MIAMI - Bud Selig does not admit defeat. He does not acknowledge difficulty. He does not see what ought to be obvious. He is the acting commissioner of alibis.
"Baseball is headed in the right direction," Selig declared Sunday evening. "We've come a long way."
Oh? Selig's campaign for massive realignment - which was supposed to be only slightly less essential than oxygen - has led to exactly one team (to be named later) changing leagues.
Revenue sharing - which was intended to narrow the gap between the prosperous franchises and the paupers - has been so token that the disparity has actually increased.
The World Series is here, and baseball's broadcast partner can't wait for it to end.
"We're looking for four and out," NBC's Don Ohlmeyer said the other day. "Either way, that's what we want. The faster it's over with, the better it is."
Does Bud Selig see a problem here? Not that you'd know it. The interim-for-life commissioner sat in the Florida dugout before Game Two Sunday night and attempted to play pollyanna in the face of his game's continuing crises.
This goes with the territory. A commissioner's job is part leadership, part spin-doctoring, and Selig does about as well as baseball's current circumstances allow.
He is the ranking figurehead of a sport whose direction is drift, whose finances are faulty, whose labor relations define rancor, whose audience is eroding and whose very existence is a nuisance to a network that would prefer to show Seinfeld and ER Thursday night.
Even the World Series, which matches two surprise teams following marvelous playoff drama, has a troubling subtext. Florida Marlins owner Wayne Huizenga claims to have lost $30 million this season. Cleveland Indians General Manager John Hart said Sunday that his team - the first to sell out on a season basis, and two years in a row - needed to make the playoffs to turn a profit.
Three years after the World Series was wiped out by a labor impasse, the industry's long-running ills remain. The big-budget clubs have little margin for error. The small-budget clubs have almost no shot at winning. Unless the sport undergoes a dramatic and voluntary change - either significant revenue sharing or payroll parity agreeable to the players - another strike or lockout is inevitable.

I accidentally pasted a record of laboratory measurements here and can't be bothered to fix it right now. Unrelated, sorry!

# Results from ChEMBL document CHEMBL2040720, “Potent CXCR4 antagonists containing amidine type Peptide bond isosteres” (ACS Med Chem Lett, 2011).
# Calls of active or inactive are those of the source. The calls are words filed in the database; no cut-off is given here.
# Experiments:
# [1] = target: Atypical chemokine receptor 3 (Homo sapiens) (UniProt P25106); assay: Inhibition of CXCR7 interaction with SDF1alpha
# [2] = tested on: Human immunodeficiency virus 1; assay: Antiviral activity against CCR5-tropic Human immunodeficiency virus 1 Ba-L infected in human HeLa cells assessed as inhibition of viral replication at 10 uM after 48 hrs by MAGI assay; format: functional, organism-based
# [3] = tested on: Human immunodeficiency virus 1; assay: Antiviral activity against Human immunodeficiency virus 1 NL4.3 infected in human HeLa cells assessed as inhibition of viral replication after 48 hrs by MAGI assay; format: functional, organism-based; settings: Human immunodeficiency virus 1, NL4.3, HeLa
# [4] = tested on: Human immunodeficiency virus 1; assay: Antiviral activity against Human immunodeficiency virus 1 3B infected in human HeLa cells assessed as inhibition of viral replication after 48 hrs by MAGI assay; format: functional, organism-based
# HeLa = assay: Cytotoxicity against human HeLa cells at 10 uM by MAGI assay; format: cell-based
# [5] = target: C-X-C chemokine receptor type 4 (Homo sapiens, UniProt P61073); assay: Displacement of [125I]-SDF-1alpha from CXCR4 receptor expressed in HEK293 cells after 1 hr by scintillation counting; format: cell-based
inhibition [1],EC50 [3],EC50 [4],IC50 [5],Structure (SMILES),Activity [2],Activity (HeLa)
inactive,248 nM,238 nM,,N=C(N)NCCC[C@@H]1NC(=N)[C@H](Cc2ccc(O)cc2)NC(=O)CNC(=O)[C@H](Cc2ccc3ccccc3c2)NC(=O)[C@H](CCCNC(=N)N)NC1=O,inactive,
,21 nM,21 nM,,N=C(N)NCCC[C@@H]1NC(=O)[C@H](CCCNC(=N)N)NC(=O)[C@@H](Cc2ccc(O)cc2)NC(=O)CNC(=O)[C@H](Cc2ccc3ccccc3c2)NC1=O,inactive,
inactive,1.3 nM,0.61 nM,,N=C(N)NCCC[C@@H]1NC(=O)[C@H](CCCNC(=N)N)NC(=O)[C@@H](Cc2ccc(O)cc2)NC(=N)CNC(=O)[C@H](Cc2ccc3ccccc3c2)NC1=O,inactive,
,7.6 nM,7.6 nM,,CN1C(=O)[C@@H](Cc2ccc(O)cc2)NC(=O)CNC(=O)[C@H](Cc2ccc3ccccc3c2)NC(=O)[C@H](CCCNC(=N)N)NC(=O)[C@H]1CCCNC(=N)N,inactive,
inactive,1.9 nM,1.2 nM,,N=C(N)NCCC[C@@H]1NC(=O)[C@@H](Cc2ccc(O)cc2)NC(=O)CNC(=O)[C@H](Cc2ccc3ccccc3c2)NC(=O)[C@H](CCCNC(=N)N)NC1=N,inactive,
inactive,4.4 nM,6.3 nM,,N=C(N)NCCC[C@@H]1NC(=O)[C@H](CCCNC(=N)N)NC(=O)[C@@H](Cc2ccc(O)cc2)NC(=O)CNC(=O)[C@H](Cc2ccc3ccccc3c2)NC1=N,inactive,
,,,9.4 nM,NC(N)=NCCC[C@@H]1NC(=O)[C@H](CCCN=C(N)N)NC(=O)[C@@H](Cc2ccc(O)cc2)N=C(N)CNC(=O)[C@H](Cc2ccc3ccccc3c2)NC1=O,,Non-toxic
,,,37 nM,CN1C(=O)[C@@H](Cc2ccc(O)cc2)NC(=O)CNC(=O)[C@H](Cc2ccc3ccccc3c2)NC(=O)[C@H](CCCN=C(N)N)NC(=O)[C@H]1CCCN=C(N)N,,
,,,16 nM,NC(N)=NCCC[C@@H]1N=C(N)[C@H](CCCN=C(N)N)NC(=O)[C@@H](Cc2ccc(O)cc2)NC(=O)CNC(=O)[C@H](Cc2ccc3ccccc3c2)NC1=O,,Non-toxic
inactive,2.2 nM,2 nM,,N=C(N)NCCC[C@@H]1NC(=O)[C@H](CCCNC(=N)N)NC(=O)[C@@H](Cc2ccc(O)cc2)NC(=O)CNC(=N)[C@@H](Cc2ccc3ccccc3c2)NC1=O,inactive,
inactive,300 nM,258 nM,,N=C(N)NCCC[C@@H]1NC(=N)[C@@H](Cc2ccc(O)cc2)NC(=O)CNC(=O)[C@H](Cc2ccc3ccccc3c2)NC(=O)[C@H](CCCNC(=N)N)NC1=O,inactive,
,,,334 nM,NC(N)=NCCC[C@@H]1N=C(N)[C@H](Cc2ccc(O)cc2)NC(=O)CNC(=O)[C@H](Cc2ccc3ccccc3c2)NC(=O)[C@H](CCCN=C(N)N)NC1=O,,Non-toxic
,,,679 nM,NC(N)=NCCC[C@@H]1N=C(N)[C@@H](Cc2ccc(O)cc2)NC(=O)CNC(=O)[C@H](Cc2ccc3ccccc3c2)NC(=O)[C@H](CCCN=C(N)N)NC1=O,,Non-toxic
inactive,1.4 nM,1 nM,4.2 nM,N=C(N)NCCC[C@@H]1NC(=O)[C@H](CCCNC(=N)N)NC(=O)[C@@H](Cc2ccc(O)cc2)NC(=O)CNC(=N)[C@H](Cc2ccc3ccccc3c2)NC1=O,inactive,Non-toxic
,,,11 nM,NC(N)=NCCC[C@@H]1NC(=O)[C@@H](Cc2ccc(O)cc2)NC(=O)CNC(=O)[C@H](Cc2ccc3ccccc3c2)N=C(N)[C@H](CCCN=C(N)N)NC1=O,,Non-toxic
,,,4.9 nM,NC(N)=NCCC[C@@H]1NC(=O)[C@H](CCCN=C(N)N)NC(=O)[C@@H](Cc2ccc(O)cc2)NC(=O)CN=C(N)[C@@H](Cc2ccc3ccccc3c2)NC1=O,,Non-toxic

"On April 1st of every year, you can't have a situation where 21 clubs know they don't have any chance," Selig said Sunday. "I think that for the most part, we've managed to surmount that. But it's there. It's real. And it's a situation of concern to a lot of franchises."
Concern? Calamity might be a better word. The Reds, World Series champions as recently as 1990, are slashing payroll with increasing severity. The Minnesota Twins, World Series champions of 1991, are a total of 91 games under .500 since 1993 and threatening to move to Charlotte, N.C.
Buying their way in
The four participants in this year's League Championship Series represented four of the five largest player payrolls in the game. The Montreal Expos have announced their intention to trade Cy Young candidate Pedro Martinez because they can no longer justify his salary. The gap between great and small grows with each new superstar signing. The Chicago White Sox paid Albert Belle more money this season than the Pittsburgh Pirates paid their entire roster.
Yet Bud Selig says it is too soon to assess the success of revenue sharing.
"Is it enough?" Selig said. "It's a little too early to make a judgment, but I would say there has to be more done."
He did not, however, say how soon or how much or how he might prevail on George Steinbrenner to share more of his proceeds with the poor. Selig is long on optimism but painfully short on specifics.
If baseball is headed in the right direction, it had better pick up its pace.
COMPLETE WORLD SERIES COVERAGE FROM ASSOCIATED PRESS